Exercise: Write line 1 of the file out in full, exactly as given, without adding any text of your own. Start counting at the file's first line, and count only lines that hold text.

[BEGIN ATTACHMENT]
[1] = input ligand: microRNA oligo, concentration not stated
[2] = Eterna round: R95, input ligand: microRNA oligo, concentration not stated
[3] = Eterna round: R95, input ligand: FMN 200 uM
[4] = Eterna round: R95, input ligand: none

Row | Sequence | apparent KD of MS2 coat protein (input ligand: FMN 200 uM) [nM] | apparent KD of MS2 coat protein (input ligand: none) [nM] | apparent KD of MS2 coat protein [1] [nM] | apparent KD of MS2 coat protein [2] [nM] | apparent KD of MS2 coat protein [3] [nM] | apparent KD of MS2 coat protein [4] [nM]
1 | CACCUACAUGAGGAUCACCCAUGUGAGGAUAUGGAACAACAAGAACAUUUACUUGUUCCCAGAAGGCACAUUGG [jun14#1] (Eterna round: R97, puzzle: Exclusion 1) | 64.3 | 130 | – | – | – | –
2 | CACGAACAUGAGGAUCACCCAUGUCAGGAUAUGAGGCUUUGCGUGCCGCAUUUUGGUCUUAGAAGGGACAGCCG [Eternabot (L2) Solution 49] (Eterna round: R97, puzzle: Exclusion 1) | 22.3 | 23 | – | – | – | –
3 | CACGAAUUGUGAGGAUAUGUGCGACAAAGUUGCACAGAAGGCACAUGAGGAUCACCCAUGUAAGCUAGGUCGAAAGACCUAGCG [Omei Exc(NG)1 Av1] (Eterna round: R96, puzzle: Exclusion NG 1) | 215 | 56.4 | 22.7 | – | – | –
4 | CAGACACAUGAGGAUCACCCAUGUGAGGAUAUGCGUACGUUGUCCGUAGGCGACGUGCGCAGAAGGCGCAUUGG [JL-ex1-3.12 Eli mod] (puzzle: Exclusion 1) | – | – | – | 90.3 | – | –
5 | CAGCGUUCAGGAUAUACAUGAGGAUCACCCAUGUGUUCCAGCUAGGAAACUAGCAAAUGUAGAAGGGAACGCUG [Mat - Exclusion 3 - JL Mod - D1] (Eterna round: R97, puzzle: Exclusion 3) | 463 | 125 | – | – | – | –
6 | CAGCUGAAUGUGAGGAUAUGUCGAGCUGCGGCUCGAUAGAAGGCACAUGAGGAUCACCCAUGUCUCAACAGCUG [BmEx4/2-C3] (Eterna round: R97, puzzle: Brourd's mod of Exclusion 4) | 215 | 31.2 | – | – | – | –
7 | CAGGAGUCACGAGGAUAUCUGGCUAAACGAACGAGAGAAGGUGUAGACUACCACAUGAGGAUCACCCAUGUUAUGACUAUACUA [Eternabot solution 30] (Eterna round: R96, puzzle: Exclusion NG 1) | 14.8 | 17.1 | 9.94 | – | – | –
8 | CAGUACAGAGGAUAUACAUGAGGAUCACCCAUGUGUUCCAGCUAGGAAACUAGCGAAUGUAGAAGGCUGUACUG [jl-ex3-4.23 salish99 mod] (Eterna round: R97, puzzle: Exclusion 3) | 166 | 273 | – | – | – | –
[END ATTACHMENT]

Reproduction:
[1] = input ligand: microRNA oligo, concentration not stated